We partner with communities to restore essential habitat, support ecosystem health through research, and document impacts of climate change.
The Chesapeake Bay is the largest estuary in the United States. Its watershed is home to more than 18 million people and 2,700 species of animals, all of which depend on a healthy bay for survival. National Aquarium staff, volunteers and partners have restored thousands of acres throughout the Chesapeake Bay watershed—removing debris and planting native trees, gardens and wetland grasses in Baltimore City and beyond to provide habitat for wildlife and promote coastal resiliency.
Since 1999, we have partnered with the National Park Service to restore habitat for wildlife, remove debris and maintain trails at the wetland at Fort McHenry National Monument and Historic Shrine in south Baltimore, the birthplace of the national anthem, “The Star-Spangled Banner.” This work has created a valuable green space in the heart of Baltimore City used by hundreds of species of birds, reptiles and aquatic species.
Masonville Cove on the Middle Branch of the Patapsco River in South Baltimore is an important habitat and resting stop for wildlife—especially migratory birds—in the mid-Atlantic region and the first certified Urban Wildlife Refuge Partnership in the U.S. Since 2009, the National Aquarium has collaborated with neighbors from Baltimore’s Brooklyn and Curtis Bay communities as well as the Maryland Port Administration, Maryland Environmental Service, U.S. Fish and Wildlife Service and Living Classrooms Foundation at Masonville Cove by holding workshops and debris cleanups, planting pollinator gardens and hosting community science events.
The Aquarium partners with The Nature Conservancy to restore vulnerable Atlantic white cedar habitat in the Nassawango Creek Preserve on Maryland’s Eastern Shore. The 15-square-mile preserve comprises wetland and upland habitat and is home to 60 species of migratory birds and several rare plant species. The Aquarium, which has been part of the project since 2009, engages local volunteers and students to plant and care for Atlantic white cedars.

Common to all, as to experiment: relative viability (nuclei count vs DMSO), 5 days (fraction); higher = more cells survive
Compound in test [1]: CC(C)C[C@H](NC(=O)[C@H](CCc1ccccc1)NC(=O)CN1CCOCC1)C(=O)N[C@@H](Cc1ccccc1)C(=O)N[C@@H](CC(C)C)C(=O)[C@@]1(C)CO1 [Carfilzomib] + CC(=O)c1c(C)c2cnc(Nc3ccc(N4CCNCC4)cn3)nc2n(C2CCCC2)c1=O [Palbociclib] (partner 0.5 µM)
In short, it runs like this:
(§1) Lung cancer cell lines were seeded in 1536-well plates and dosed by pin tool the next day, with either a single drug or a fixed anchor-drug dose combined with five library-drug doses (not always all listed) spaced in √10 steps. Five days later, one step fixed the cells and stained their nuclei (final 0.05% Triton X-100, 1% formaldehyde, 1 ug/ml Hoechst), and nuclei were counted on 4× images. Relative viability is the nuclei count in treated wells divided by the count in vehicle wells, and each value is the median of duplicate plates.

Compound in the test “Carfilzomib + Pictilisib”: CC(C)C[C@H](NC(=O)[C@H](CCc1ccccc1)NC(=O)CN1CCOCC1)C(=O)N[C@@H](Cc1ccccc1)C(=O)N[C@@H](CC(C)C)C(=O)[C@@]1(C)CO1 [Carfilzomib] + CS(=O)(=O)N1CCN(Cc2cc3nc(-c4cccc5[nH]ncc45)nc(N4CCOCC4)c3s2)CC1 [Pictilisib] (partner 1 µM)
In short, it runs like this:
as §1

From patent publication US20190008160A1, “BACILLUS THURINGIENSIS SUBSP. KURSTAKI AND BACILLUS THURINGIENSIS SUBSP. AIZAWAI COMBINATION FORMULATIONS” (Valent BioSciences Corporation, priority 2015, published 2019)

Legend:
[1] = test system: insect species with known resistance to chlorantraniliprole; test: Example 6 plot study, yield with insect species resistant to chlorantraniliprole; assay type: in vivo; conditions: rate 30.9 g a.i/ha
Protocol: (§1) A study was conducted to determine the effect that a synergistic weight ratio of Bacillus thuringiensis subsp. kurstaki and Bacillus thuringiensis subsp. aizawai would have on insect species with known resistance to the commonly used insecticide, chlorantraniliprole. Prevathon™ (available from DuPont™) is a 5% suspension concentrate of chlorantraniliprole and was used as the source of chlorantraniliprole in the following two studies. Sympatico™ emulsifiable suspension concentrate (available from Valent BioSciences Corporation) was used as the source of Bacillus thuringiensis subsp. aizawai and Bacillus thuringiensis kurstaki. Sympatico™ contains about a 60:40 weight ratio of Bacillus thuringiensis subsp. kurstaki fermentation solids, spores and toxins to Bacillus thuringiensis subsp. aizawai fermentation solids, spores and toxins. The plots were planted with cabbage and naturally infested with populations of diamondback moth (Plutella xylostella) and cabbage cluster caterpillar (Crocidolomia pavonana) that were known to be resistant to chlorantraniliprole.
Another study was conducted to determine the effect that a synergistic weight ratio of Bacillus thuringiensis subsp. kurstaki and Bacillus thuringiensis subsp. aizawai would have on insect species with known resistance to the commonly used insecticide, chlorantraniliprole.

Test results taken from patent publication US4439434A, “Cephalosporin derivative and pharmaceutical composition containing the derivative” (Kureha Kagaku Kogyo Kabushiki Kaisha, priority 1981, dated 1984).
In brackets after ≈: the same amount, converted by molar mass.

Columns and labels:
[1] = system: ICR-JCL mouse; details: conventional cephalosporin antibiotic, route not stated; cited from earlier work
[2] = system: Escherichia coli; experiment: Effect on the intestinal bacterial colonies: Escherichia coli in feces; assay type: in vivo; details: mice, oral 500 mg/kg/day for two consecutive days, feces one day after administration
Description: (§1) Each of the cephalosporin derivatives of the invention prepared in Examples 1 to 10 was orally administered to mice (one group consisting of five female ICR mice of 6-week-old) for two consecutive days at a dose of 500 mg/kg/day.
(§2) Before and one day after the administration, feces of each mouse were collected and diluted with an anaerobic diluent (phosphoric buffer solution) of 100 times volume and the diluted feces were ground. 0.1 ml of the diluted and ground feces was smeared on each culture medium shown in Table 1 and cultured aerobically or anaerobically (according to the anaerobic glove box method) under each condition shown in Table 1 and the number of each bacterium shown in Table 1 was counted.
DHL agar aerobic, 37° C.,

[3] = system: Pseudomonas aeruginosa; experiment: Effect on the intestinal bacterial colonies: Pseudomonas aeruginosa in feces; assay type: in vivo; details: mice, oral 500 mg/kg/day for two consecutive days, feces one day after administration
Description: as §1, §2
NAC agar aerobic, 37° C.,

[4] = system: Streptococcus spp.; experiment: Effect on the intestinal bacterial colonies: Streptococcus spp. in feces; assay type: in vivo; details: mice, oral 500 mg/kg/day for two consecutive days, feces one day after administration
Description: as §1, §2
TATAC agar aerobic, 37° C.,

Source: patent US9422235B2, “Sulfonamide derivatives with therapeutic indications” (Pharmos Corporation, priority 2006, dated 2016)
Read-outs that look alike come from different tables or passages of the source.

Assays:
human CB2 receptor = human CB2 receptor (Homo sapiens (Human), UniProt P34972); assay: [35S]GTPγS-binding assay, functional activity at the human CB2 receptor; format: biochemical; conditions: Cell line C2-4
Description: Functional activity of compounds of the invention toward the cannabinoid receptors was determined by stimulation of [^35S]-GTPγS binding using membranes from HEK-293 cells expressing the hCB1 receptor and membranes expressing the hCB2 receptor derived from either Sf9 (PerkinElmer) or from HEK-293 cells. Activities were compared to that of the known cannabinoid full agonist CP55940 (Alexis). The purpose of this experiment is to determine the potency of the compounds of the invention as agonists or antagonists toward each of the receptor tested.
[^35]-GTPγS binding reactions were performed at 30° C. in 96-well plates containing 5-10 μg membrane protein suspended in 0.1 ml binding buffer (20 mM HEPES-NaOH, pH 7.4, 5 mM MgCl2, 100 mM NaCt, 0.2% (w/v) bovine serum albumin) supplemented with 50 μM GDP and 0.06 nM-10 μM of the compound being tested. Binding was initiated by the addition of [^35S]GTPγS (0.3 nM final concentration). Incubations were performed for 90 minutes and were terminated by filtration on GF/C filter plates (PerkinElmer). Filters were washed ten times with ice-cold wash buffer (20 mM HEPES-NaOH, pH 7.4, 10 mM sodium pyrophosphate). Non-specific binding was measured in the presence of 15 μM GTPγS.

The National Aquarium restores sand dunes at the Naval Air Station Oceana-Dam Neck Annex at Virginia Beach in partnership with the Commander Navy Region Mid-Atlantic, the Naval Facilities Engineering Command Mid-Atlantic and the Virginia Aquarium & Marine Science Center. Sand dunes act as natural barriers, protecting land by preventing erosion and absorbing wave energy. Without this protection, soft coastline would rapidly disappear. Volunteers help plant native dune grasses and restore habitat for local wildlife while protecting the shoreline.
In addition to the number of community cleanups we host throughout each year, the National Aquarium has hosted International Coastal Cleanup events since 1999, and has served as the coordinator for all ICC events in the state of Maryland since 2016. In Maryland, you can get involved in the ICC by joining a National Aquarium event, taking part in another organization's event or organizing your own! Check the event map to find an existing event, or use Ocean Conservancy's cleanup toolkit to host your own cleanup.
The data collected at these cleanup events is compiled in Ocean Conservancy's Ocean Trash Index, which the world's largest item-by-item, location-by-location database of trash found in near-shore environments. The database is used by scientists, conservation groups, governments and industry leaders to take actions that prevent debris from entering our waterways.
In partnership with the National Wildlife Federation’s Garden for Wildlife program, the National Aquarium helps increase habitat for wildlife, protect pollinator populations and support clean water—and you can help by creating a wildlife habitat! You can invite wildlife to your yard, school, place of worship or neighborhood by planting a simple garden that provides five key elements: food, water, cover, places to raise young and sustainable practices.